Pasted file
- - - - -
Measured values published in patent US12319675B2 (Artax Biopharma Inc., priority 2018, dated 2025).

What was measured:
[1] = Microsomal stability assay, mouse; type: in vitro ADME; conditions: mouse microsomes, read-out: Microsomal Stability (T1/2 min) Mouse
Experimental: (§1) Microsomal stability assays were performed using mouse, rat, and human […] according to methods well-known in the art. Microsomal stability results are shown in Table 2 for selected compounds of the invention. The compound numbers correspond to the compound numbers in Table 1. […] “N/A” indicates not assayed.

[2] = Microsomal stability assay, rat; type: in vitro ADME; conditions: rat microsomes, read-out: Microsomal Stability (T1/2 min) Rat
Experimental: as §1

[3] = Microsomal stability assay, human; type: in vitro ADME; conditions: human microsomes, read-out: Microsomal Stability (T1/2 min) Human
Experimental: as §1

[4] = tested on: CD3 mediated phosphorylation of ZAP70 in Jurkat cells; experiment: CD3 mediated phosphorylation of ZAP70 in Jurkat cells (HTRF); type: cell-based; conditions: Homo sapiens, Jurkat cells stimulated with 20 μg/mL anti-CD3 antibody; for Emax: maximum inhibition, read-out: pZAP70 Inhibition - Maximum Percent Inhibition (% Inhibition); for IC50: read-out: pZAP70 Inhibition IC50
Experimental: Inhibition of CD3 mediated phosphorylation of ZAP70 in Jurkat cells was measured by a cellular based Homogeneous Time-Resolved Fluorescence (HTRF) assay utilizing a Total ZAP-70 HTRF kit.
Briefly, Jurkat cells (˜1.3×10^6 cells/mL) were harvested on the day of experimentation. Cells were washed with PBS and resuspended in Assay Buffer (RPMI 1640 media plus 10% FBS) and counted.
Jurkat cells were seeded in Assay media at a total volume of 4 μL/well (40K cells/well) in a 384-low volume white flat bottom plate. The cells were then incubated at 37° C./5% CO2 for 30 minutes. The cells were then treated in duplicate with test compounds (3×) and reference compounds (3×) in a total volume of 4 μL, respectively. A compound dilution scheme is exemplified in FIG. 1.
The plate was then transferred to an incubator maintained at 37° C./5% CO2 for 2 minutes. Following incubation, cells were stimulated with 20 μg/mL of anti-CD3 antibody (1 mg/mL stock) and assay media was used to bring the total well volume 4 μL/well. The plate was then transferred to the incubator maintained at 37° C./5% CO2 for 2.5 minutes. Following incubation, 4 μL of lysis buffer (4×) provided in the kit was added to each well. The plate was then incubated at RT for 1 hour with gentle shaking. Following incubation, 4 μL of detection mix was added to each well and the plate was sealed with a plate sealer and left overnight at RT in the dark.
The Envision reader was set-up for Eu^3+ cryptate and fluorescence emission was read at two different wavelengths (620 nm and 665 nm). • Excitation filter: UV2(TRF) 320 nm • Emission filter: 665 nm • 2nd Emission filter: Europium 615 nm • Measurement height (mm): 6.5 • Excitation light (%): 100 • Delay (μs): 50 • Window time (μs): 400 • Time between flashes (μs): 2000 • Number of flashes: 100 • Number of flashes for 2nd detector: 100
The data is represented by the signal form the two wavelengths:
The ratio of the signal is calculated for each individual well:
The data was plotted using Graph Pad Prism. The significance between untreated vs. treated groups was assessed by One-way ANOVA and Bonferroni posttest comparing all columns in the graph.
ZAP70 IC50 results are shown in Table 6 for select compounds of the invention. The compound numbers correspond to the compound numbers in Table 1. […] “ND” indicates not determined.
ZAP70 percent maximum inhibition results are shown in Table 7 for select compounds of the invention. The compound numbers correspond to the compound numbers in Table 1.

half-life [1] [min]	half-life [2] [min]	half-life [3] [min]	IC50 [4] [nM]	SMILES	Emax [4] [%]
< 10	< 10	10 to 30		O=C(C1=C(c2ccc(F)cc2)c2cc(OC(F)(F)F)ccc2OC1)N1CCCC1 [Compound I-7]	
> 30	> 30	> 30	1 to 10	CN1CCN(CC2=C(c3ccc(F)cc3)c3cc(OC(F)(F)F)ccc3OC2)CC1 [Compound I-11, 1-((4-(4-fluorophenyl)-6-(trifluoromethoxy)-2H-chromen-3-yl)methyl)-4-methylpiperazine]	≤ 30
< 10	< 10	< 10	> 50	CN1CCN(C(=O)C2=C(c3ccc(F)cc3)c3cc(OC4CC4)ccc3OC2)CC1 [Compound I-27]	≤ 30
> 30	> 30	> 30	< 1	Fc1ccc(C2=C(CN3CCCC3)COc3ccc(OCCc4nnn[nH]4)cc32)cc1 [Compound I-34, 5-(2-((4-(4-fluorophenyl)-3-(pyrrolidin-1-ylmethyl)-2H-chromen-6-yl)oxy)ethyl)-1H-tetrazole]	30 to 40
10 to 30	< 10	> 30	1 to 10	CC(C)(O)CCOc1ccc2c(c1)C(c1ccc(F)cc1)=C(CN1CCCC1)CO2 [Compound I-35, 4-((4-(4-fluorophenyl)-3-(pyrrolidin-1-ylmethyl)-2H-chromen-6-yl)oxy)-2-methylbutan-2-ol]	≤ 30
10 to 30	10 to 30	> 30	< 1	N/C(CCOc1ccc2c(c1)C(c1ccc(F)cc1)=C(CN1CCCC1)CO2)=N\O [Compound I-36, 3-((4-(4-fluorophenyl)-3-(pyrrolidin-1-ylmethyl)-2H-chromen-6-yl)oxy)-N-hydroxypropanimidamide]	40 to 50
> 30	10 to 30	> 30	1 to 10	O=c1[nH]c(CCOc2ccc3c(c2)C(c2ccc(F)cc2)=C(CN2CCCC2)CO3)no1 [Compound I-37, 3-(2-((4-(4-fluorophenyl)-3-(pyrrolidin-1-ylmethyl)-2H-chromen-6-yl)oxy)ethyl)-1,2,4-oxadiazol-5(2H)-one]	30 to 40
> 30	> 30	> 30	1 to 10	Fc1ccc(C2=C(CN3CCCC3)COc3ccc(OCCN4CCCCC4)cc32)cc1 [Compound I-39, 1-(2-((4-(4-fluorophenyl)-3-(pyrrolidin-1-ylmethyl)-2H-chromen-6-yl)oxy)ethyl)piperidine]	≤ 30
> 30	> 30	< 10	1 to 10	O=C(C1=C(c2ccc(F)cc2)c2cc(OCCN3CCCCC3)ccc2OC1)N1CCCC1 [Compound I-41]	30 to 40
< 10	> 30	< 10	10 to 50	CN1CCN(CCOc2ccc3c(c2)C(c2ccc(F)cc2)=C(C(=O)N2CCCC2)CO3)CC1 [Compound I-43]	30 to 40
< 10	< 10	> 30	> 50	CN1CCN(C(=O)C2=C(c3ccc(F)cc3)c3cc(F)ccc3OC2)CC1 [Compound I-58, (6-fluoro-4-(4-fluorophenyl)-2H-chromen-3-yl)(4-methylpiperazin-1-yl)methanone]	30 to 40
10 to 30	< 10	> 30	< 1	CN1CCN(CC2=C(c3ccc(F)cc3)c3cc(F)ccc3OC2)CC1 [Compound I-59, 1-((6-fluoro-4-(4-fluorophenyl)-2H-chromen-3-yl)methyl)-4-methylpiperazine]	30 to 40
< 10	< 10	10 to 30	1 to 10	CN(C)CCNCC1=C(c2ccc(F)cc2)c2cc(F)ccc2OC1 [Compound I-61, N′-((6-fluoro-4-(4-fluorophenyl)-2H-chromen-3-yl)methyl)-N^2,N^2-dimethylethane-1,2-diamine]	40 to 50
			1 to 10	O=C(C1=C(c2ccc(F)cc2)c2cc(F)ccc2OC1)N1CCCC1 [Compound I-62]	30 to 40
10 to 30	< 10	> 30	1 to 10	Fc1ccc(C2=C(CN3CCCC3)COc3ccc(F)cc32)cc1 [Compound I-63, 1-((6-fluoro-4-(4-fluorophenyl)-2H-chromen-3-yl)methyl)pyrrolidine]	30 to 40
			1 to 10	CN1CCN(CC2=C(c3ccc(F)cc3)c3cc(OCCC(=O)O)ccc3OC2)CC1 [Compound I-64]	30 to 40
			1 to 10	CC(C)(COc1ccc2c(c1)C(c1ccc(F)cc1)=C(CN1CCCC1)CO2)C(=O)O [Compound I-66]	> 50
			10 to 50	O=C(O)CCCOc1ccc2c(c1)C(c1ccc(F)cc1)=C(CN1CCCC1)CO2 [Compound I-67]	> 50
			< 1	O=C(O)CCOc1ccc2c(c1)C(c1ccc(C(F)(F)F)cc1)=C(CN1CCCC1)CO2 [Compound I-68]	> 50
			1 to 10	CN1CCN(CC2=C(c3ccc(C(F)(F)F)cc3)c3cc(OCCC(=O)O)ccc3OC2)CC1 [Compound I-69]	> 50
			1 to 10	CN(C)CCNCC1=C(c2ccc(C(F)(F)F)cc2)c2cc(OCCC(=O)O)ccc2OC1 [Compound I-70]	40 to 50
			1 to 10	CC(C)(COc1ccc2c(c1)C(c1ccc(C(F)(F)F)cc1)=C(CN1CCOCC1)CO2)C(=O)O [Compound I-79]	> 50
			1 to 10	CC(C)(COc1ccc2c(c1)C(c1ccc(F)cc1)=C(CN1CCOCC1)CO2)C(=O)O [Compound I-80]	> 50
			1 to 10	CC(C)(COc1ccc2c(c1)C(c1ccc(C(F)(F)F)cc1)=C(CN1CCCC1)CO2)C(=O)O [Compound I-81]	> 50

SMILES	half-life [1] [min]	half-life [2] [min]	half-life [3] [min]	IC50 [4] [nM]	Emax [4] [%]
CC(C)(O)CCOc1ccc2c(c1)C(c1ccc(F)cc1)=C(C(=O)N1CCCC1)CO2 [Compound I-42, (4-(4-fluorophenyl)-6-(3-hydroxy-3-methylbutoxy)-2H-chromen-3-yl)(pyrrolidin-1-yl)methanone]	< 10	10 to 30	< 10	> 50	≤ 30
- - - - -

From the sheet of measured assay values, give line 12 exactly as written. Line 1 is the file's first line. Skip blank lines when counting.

Jurkat cells were seeded in Assay media at a total volume of 4 μL/well (40K cells/well) in a 384-low volume white flat bottom plate. The cells were then incubated at 37° C./5% CO2 for 30 minutes. The cells were then treated in duplicate with test compounds (3×) and reference compounds (3×) in a total volume of 4 μL, respectively. A compound dilution scheme is exemplified in FIG. 1.